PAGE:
Home / Home news / Ducey signs controversial abortion bill

Ducey signs controversial abortion bill

Rejecting fears by doctors they could get arrested, Gov. Doug Ducey on Tuesday signed a new law restricting who can get an abortion.

The measure, which takes effect later this year, makes it a felony to terminate a pregnancy if the woman is seeking the procedure because of a fetal genetic defect. The verbiage is so broad that it also could result in similar charges — and potentially a year in state prison — for nurses and others who assist, potentially including clerical staff.

In signing the bill, Arizona becomes one of only a handful of states with such a restriction.

It also potentially opens the state up to litigation. While a federal appeals court has upheld a similar law in Ohio, the U.S. Supreme Court has never decided whether this kind of blanket rule runs afoul of its precedents limiting the right of states to interfere with a woman’s decision to terminate a pregnancy prior to a fetus becoming viable.

Ducey’s decision comes less than a week after a coalition of medical groups asked him to veto it because it “severely compromises the physician-patient relationship.”

“The bill will discourage communication and affect care between physicians and patients by creating a fear of criminal prosecution,” wrote Dr. Miriam Anand, president of the Arizona Medical Association. She said that relationship is based on open and honest communication which both serves the health and safety of the patient and ensures the doctor can make the most informed medical judgment.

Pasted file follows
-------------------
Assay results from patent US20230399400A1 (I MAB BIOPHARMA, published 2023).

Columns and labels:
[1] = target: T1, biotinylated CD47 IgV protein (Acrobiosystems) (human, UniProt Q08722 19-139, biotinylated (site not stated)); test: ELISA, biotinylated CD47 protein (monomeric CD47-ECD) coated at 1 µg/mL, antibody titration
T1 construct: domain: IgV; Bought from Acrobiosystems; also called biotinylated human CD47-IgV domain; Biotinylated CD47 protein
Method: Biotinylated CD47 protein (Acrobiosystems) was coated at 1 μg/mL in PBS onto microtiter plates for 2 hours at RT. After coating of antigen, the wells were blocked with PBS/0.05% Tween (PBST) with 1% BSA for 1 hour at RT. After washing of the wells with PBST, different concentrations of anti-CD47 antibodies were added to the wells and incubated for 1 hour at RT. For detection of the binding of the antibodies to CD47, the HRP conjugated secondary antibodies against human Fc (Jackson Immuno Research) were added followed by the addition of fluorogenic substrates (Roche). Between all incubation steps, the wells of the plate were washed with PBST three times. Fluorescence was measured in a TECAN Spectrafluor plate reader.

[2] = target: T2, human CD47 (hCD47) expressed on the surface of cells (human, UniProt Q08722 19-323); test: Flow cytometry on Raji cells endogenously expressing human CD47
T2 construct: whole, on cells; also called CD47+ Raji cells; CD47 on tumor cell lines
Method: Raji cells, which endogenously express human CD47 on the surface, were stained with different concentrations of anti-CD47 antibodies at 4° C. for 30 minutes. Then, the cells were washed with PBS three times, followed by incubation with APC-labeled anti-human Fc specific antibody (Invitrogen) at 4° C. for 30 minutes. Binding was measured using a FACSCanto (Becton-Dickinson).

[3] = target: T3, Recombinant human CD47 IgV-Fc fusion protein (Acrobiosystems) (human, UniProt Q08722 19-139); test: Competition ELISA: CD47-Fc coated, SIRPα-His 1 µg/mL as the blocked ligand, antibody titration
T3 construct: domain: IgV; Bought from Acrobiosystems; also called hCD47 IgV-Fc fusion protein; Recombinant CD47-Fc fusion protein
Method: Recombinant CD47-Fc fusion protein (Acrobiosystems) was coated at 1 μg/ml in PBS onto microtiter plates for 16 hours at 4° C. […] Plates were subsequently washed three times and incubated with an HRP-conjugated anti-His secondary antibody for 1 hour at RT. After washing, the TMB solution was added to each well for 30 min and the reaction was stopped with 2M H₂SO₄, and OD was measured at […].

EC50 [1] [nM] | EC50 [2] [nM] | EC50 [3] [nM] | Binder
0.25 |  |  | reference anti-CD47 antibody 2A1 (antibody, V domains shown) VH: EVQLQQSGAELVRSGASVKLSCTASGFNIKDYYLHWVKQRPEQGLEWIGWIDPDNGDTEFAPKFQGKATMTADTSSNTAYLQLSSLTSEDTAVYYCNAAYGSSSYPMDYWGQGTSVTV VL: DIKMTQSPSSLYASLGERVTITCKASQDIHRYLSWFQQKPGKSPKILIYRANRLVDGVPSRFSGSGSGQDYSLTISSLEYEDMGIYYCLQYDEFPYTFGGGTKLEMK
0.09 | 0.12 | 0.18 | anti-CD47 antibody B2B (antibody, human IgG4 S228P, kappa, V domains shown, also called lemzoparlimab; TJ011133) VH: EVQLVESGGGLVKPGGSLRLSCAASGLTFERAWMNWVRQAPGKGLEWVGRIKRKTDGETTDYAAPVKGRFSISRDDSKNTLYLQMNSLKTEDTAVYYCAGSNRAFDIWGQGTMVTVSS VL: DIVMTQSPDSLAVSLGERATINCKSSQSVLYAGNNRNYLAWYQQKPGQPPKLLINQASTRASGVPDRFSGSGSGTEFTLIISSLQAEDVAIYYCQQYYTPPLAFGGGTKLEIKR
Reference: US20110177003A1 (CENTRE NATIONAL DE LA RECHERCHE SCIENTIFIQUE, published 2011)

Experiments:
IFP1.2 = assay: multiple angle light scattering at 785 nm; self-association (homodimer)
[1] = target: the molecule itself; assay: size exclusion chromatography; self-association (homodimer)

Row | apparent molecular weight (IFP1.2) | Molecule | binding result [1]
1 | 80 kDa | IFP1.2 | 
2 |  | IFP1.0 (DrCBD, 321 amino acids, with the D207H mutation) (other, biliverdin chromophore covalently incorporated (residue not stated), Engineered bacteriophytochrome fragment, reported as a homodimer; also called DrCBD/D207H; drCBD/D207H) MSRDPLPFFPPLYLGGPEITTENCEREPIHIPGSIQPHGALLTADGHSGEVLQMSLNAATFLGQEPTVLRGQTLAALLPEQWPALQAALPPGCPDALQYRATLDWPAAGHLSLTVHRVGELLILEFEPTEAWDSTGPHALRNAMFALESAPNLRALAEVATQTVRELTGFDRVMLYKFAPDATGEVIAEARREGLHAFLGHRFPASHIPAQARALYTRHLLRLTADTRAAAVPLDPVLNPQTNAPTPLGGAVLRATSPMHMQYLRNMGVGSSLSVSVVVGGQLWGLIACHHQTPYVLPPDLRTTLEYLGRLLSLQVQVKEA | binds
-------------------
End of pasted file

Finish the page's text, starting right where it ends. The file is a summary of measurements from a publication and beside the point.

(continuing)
“This should not be compromised,” Anand wrote on behalf of not only her organization but also the Arizona section of American College of Obstetricians and Gynecologists, the Arizona Osteopathic Medical Association and the Arizona Academy of Family Physicians.

Leave a Reply

Your email address will not be published. Required fields are marked *




Check Also

Some of the 2.1 million ballots cast during the 2020 election, are brought in for recounting at a 2020 election ballot audit ordered by the Republican lead Arizona Senate at the Arizona Veterans Memorial Coliseum, during a news conference Thursday, April 22, 2021, in Phoenix. The equipment used in the November election won by President Joe Biden and the 2.1 million ballots were moved to the site Thursday so Republicans in the state Senate who have expressed uncertainty that Biden's victory was legitimate can recount them and audit the results. (AP Photo/Ross D. Franklin)

Hobbs threatens more litigation over Senate audit

The state's top election officials is threatening to go to court unless the procedures being used by the Senate in its special ballot audit are changed.

/* code for tag simpli.fi */